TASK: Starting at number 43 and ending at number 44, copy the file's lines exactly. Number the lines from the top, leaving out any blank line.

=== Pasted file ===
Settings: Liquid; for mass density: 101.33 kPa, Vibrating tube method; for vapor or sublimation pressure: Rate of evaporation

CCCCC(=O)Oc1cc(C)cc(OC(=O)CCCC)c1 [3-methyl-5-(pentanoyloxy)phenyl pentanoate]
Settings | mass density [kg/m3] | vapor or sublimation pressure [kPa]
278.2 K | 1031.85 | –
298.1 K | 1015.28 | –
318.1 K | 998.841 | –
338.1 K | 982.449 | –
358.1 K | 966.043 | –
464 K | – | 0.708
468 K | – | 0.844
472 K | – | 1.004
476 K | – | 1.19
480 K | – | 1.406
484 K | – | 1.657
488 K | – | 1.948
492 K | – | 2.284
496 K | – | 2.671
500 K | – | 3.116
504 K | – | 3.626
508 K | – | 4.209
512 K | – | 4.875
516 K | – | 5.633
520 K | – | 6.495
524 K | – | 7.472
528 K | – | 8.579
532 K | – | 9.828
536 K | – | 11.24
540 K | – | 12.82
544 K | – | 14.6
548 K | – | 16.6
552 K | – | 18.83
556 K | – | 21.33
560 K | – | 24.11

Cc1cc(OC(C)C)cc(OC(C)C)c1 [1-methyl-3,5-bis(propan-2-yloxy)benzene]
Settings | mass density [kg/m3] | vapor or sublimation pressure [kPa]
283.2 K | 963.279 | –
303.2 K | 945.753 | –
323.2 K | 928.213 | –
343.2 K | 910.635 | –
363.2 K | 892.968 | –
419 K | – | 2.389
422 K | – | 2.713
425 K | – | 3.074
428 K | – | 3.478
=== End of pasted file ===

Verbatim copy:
425 K | – | 3.074
428 K | – | 3.478